By Mark Waller, The Times-Picayune
November 11, 2009, 7:20PM

Not wanting to compete with the biggest game in football, and potentially the biggest game in New Orleans Saints history, Metairie’s Krewe of Rhea has canceled its 2010 Carnival parade on Feb. 7, Super Bowl Sunday.

Rhea captain Anna Marie Soto said Wednesday that krewe members concluded turnout would be low, whether the now 8-0 Saints are in the game or not. They expect turnout to be zero if the Saints are indeed playing.

“That would’ve affected our riders and people coming in the street,” Soto said. “If the Saints get in the playoffs and in the Super Bowl, we wouldn’t have anybody out there.”

Rhea normally rolls in the early afternoon two Sundays before Mardi Gras and has been parading on Veterans Memorial Boulevard since 1969. Soto said she worked with Jefferson Parish officials to find another date in 2010, but the only options were evening time slots that didn’t appeal to krewe members because the parade attracts entire families with children.

“We really just have to sit out this year,” Soto said, adding that members didn’t want to risk spending the money to produce the parade only to find the streets and floats sparsely occupied.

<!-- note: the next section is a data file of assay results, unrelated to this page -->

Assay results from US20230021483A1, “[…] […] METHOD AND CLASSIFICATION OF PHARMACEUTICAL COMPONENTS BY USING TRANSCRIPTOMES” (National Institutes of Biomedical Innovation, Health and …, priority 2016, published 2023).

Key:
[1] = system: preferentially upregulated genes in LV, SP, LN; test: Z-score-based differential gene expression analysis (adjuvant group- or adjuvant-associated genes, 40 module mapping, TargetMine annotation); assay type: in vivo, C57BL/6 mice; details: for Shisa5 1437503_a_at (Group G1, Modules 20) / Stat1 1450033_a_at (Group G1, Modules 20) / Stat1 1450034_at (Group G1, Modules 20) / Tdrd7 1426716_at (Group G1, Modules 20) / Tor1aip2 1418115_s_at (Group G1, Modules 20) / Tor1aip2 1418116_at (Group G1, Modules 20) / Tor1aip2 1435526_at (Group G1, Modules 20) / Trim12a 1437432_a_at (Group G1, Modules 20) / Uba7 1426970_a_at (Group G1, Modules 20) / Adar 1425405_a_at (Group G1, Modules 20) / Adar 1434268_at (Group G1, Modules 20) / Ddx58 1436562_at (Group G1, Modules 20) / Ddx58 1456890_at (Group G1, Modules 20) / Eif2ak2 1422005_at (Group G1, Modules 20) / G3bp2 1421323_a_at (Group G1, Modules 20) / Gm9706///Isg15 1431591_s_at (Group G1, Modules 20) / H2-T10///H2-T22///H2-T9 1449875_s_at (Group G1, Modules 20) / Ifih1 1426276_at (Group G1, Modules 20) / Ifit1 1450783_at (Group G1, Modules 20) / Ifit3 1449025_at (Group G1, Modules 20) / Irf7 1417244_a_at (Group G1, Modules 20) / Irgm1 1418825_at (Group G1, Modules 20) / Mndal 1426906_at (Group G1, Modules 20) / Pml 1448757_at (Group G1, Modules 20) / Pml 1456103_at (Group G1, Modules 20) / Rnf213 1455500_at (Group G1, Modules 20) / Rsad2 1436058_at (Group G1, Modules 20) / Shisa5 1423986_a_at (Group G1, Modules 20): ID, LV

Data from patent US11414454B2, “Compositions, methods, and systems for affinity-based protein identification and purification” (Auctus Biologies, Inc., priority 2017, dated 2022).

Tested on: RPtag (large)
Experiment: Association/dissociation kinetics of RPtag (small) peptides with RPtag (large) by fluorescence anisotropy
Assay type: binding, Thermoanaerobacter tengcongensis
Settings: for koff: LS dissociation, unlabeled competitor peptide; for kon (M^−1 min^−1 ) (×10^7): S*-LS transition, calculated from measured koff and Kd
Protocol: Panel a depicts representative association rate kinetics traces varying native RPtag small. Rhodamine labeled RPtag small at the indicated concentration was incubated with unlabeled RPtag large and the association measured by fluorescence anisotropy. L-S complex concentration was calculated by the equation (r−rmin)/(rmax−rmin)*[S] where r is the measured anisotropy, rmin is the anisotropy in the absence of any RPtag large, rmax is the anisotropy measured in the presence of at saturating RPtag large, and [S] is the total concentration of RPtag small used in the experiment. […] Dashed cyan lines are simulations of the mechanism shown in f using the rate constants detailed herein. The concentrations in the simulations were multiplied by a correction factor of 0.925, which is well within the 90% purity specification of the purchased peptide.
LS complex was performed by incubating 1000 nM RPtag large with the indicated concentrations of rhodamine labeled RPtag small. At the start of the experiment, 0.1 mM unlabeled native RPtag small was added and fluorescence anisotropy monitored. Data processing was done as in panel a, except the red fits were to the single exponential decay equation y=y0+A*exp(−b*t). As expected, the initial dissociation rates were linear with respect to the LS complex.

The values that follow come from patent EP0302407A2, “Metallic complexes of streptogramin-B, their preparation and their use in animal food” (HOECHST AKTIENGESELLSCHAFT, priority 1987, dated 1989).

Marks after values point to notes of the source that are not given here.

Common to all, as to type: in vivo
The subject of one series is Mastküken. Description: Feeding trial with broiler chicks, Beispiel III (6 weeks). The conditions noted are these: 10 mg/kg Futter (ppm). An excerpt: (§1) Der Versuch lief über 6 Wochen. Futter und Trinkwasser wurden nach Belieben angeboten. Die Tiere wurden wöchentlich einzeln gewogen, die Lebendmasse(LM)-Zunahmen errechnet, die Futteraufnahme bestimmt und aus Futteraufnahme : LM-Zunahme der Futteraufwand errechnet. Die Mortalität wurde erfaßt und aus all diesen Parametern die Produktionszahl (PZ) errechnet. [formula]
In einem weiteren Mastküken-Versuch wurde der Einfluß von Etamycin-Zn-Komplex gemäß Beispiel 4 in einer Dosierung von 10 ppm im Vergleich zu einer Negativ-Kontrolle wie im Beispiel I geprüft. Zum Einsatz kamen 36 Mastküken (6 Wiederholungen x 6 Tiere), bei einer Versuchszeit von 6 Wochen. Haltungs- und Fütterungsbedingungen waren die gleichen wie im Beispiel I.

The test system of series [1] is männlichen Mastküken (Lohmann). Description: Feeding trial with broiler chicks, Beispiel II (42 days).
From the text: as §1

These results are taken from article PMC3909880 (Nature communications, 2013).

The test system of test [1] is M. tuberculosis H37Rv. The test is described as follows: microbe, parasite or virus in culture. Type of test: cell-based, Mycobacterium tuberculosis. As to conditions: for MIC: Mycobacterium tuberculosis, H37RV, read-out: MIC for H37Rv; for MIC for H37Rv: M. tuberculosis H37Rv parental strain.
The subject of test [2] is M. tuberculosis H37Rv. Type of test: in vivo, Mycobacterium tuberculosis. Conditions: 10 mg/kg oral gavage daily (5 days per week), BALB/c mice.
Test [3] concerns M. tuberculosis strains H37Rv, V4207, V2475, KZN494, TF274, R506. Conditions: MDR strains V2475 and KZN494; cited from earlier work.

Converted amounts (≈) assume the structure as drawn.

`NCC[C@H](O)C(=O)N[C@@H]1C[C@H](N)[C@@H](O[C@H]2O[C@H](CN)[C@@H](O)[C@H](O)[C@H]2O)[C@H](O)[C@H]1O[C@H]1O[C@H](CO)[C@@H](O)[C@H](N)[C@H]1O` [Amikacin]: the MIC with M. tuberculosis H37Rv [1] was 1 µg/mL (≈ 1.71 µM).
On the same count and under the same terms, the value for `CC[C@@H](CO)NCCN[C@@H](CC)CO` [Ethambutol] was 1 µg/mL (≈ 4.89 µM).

Another Metairie krewe that has long paraded immediately after Rhea, the Krewe of Centurians, anticipated the Super Bowl conflict and switched its 2010 date a year ago, said captain Norman Bourgeois Jr. Centurians moved forward five days to Friday, Feb. 12, partly because of the game and partly because the krewe was already interested in making the move, Bourgeois said.

By parading on Friday night of Carnival’s final weekend instead of the preceding weekend, he said, the krewe hopes to increase member participation and crowd sizes and boost that day’s Friday’s Carnival activities in Metairie, which Bourgeois described as inconsistent in recent years.

“It’s been a long time since we’ve had a really good parade on Friday,” to compete with the offerings in New Orleans, he said.

New Orleans officials have not heard any concerns from krewes scheduled for Feb. 7 about competing with the Super Bowl, said James Ross, spokesman for Mayor Ray Nagin.

While the Super Bowl was part of the decision for Centurions, Bourgeois said, krewe officials had no idea at the time they sought their date change that the Saints would be making an historic run.

But the team’s bright prospects halfway through the regular season seem to validate the decision, he said.

“I don’t think anybody would want to miss that opportunity” to watch the Saints’ first Super Bowl, Bourgeois said. “We’ve got to dream.”

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